Suggestions on the relevance of the Organization's Size to Section 11 of Singapore's Personal Data Protection Act

By Foo Ee Yeong Daniel


Singapore’s Personal Data Protection Act1 [PDPA] has been in effect since four years ago,2 and serves to balance the protection of individuals’ personal data with the ‘need of organisations to collect, use or disclose personal data for purposes that a reasonable person would consider appropriate in the circumstances’.3 Since then, the Personal Data Protection Commission [PDPC], with the help of public consultations,4 has continually revisited and augmented5 the PDPA’s various advisory guidelines.6

The PDPA stipulates various obligations, which organisations should fulfil based on ‘what a reasonable person would consider appropriate in the circumstances’, as per section 11(1) of the Act (the “reasonableness test”). This standard of reasonableness underpins the standard of compliance for all obligations under the PDPA,7 and the Advisory Guidelines on Key Concepts in the PDPA8 [Guidelines] clarifies that this applies to all private organisations9 as defined in section 2, regardless of their size.

This article aims to explore the relevance of an organisation’s size to the PDPA’s reasonableness test, and submits that the former should be considered as a factor in applying the latter. This may be done, for instance, by providing for it in the Guidelines.


Currently, the size of the organisation appears to be contemplated only by the Protection Obligation – when determining whether reasonable security arrangements have been made to prevent unauthorised handling of personal data under section 24 of the PDPA. This is seen from the Guidelines, which provide only general guidance for compliance10 and mention the size of the organisation only once: as a factor in risk assessment exercises determining whether information security arrangements are adequate.11 Otherwise, the PDPA legislation and jurisprudence do not feature the size of the organisation in applying the reasonableness test for any other obligation. There does not appear to be any debate on this issue; one can only guess that the drafters of the PDPA believed that fulfilling these other obligations was more important than the strain of compliance on organisations and/or that the obligations were generally undemanding for organisations that already had strong data protection practices. In any case, the PDPA prevents organisations from invoking their small size to unjustifiably exempt themselves from obligations to protect personal data.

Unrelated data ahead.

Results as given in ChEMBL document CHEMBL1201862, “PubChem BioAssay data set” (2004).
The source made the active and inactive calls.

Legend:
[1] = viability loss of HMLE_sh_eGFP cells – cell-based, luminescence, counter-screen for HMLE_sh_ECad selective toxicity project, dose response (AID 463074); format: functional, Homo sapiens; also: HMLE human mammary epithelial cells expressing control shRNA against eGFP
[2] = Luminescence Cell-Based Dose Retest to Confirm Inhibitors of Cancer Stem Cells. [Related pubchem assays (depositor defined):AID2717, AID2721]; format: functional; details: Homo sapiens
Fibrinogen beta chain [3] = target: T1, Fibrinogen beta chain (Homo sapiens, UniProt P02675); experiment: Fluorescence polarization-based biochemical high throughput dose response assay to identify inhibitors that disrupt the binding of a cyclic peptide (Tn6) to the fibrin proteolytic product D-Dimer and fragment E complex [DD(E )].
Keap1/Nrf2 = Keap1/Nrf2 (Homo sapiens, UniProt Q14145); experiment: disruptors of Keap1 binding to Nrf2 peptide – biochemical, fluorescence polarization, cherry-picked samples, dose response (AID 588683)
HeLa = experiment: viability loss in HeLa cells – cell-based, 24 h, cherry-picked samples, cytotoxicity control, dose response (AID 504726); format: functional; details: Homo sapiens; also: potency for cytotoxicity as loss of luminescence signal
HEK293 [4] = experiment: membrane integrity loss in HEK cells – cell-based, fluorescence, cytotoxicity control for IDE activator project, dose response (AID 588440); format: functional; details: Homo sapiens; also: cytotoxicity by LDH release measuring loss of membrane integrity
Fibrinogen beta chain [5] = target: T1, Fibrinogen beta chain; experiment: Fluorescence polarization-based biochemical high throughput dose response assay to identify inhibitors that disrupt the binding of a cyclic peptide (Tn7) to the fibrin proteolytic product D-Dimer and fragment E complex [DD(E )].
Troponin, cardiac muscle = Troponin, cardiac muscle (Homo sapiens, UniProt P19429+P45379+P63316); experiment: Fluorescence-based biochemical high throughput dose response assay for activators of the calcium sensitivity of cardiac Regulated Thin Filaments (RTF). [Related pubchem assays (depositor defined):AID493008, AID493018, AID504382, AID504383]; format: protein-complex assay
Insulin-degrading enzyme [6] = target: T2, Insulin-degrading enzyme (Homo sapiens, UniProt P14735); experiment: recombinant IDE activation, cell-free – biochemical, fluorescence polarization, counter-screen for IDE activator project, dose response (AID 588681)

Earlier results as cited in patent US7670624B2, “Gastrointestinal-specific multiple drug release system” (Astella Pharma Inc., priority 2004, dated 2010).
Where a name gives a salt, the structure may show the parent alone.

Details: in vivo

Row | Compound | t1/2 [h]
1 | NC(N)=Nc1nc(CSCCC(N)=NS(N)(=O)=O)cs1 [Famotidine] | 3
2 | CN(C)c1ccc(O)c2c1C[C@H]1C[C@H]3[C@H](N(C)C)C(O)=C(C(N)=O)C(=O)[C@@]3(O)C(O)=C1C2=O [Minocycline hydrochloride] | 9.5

Instead, the reasonableness of measures appears to turn on the impact on the individual whose personal data is mishandled and the compliance measures themselves. For example, the Accuracy Obligation under section 23 considers, inter alia, the nature of the personal data,12 as well as the impact on the relevant individual should the data be inaccurate.13 Another example is the Notification Obligation under section 20, which considers the ‘circumstances and manner in which [the organisation] will be collecting the personal data’,14 the ‘frequency at which the personal data will be collected’15 and ‘the channel through which the notification is provided’.16 The size of the organisation does not appear to feature in the reasonableness test for any of the obligations under the PDPA, except for in the Protection Obligation.


As a result of the above, the reasonableness test arguably fails to take into account the resource-scarce reality of many small organisations when determining whether they have discharged their obligations to a ‘reasonable’ standard under the PDPA. One example is where an organisation transfers personal data to its parent company overseas, and has to fulfil its Transfer Limitation Obligation under section 26 of the PDPA. The Guidelines suggest that the organisation reviews the corporate rules binding both organisations and assesses that they comply with these regulations, as well as that the data protection is ‘comparable to the standard under the PDPA’.17 This envisages studying rules, designing and executing appropriate transfers, as well as deciding whether corporate practices sufficiently comply with legislation – all difficult processes that require a certain amount of manpower or at least expertise that small organisations will not be as privy to as large ones. Except for in the Protection Obligation, the PDPA’s current reasonableness test essentially demands the same standard of compliance from the sole proprietor as that from the large, multinational company. This raises issues of resource inequality and disadvantage to small organisations, for which sustainability is already a challenge without the PDPA.